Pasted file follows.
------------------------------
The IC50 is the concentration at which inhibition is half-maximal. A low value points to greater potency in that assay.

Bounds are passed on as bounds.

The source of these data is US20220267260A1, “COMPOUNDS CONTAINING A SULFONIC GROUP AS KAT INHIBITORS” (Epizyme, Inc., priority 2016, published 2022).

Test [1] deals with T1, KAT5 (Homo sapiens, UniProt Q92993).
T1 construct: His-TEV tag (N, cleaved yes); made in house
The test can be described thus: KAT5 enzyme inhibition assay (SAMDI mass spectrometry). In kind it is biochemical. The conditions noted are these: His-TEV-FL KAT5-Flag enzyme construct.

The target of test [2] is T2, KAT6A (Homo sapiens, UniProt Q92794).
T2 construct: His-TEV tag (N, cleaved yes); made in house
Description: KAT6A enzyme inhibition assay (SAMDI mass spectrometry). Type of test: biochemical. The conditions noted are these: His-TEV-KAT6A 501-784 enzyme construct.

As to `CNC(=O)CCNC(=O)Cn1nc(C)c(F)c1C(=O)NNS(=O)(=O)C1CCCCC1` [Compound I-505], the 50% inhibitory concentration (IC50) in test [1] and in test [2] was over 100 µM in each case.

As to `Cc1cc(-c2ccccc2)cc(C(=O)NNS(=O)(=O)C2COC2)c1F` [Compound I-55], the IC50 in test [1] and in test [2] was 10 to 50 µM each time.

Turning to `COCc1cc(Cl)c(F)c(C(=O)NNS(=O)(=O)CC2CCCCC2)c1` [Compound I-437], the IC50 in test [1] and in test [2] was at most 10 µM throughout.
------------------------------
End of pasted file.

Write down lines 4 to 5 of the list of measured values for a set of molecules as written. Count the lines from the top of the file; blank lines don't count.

Test [1] deals with T1, KAT5 (Homo sapiens, UniProt Q92993).
T1 construct: His-TEV tag (N, cleaved yes); made in house